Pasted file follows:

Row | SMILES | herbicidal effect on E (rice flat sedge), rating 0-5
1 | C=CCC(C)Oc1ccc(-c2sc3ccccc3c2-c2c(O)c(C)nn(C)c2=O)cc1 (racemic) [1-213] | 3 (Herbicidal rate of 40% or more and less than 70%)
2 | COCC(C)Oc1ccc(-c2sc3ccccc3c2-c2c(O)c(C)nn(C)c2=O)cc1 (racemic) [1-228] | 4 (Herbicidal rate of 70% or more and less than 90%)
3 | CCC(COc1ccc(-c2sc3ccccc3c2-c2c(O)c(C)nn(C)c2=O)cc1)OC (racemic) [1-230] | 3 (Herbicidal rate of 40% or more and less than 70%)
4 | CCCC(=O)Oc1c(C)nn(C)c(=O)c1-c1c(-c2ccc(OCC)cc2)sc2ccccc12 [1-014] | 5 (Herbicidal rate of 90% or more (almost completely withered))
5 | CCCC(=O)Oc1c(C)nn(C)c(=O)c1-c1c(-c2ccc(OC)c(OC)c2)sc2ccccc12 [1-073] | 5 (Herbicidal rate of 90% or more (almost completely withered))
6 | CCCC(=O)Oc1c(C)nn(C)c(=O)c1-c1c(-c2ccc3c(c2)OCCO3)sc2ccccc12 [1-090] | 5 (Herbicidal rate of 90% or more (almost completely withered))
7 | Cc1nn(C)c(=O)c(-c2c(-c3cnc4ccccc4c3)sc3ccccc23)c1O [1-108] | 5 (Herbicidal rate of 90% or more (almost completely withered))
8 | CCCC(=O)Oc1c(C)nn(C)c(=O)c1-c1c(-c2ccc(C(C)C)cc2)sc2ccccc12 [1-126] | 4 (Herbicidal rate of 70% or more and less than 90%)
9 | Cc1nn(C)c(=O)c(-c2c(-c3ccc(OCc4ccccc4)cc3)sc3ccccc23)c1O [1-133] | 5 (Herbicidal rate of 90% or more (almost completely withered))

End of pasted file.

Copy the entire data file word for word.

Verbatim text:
Row | SMILES | herbicidal effect on E (rice flat sedge), rating 0-5
1 | C=CCC(C)Oc1ccc(-c2sc3ccccc3c2-c2c(O)c(C)nn(C)c2=O)cc1 (racemic) [1-213] | 3 (Herbicidal rate of 40% or more and less than 70%)
2 | COCC(C)Oc1ccc(-c2sc3ccccc3c2-c2c(O)c(C)nn(C)c2=O)cc1 (racemic) [1-228] | 4 (Herbicidal rate of 70% or more and less than 90%)
3 | CCC(COc1ccc(-c2sc3ccccc3c2-c2c(O)c(C)nn(C)c2=O)cc1)OC (racemic) [1-230] | 3 (Herbicidal rate of 40% or more and less than 70%)
4 | CCCC(=O)Oc1c(C)nn(C)c(=O)c1-c1c(-c2ccc(OCC)cc2)sc2ccccc12 [1-014] | 5 (Herbicidal rate of 90% or more (almost completely withered))
5 | CCCC(=O)Oc1c(C)nn(C)c(=O)c1-c1c(-c2ccc(OC)c(OC)c2)sc2ccccc12 [1-073] | 5 (Herbicidal rate of 90% or more (almost completely withered))
6 | CCCC(=O)Oc1c(C)nn(C)c(=O)c1-c1c(-c2ccc3c(c2)OCCO3)sc2ccccc12 [1-090] | 5 (Herbicidal rate of 90% or more (almost completely withered))
7 | Cc1nn(C)c(=O)c(-c2c(-c3cnc4ccccc4c3)sc3ccccc23)c1O [1-108] | 5 (Herbicidal rate of 90% or more (almost completely withered))
8 | CCCC(=O)Oc1c(C)nn(C)c(=O)c1-c1c(-c2ccc(C(C)C)cc2)sc2ccccc12 [1-126] | 4 (Herbicidal rate of 70% or more and less than 90%)
9 | Cc1nn(C)c(=O)c(-c2c(-c3ccc(OCc4ccccc4)cc3)sc3ccccc23)c1O [1-133] | 5 (Herbicidal rate of 90% or more (almost completely withered))